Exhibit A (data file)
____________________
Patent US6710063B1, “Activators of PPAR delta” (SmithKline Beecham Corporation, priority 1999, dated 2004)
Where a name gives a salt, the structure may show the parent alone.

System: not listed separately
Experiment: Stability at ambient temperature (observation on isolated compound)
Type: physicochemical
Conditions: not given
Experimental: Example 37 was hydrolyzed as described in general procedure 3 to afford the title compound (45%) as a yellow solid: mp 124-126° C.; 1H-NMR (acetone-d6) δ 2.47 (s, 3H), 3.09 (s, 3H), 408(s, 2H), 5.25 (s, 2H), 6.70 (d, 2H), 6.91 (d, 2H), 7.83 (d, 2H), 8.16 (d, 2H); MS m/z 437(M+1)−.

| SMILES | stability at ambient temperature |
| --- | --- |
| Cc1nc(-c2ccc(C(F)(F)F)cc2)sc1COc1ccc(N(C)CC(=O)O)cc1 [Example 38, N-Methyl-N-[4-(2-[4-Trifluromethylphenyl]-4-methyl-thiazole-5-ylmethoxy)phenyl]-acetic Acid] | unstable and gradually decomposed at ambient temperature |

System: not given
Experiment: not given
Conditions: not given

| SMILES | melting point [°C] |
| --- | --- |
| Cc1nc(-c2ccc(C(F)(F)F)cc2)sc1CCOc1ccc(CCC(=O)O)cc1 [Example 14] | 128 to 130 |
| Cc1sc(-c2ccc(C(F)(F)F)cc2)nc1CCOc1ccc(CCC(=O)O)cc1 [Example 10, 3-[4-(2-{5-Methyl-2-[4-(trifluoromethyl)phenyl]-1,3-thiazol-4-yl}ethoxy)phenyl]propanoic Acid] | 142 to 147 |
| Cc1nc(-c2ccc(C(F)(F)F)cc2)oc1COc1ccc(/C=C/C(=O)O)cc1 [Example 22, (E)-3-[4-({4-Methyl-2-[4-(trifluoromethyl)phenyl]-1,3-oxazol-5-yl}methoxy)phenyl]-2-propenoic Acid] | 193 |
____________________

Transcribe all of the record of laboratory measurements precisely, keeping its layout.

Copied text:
Patent US6710063B1, “Activators of PPAR delta” (SmithKline Beecham Corporation, priority 1999, dated 2004)
Where a name gives a salt, the structure may show the parent alone.

System: not listed separately
Experiment: Stability at ambient temperature (observation on isolated compound)
Type: physicochemical
Conditions: not given
Experimental: Example 37 was hydrolyzed as described in general procedure 3 to afford the title compound (45%) as a yellow solid: mp 124-126° C.; 1H-NMR (acetone-d6) δ 2.47 (s, 3H), 3.09 (s, 3H), 408(s, 2H), 5.25 (s, 2H), 6.70 (d, 2H), 6.91 (d, 2H), 7.83 (d, 2H), 8.16 (d, 2H); MS m/z 437(M+1)−.

| SMILES | stability at ambient temperature |
| --- | --- |
| Cc1nc(-c2ccc(C(F)(F)F)cc2)sc1COc1ccc(N(C)CC(=O)O)cc1 [Example 38, N-Methyl-N-[4-(2-[4-Trifluromethylphenyl]-4-methyl-thiazole-5-ylmethoxy)phenyl]-acetic Acid] | unstable and gradually decomposed at ambient temperature |

System: not given
Experiment: not given
Conditions: not given

| SMILES | melting point [°C] |
| --- | --- |
| Cc1nc(-c2ccc(C(F)(F)F)cc2)sc1CCOc1ccc(CCC(=O)O)cc1 [Example 14] | 128 to 130 |
| Cc1sc(-c2ccc(C(F)(F)F)cc2)nc1CCOc1ccc(CCC(=O)O)cc1 [Example 10, 3-[4-(2-{5-Methyl-2-[4-(trifluoromethyl)phenyl]-1,3-thiazol-4-yl}ethoxy)phenyl]propanoic Acid] | 142 to 147 |
| Cc1nc(-c2ccc(C(F)(F)F)cc2)oc1COc1ccc(/C=C/C(=O)O)cc1 [Example 22, (E)-3-[4-({4-Methyl-2-[4-(trifluoromethyl)phenyl]-1,3-oxazol-5-yl}methoxy)phenyl]-2-propenoic Acid] | 193 |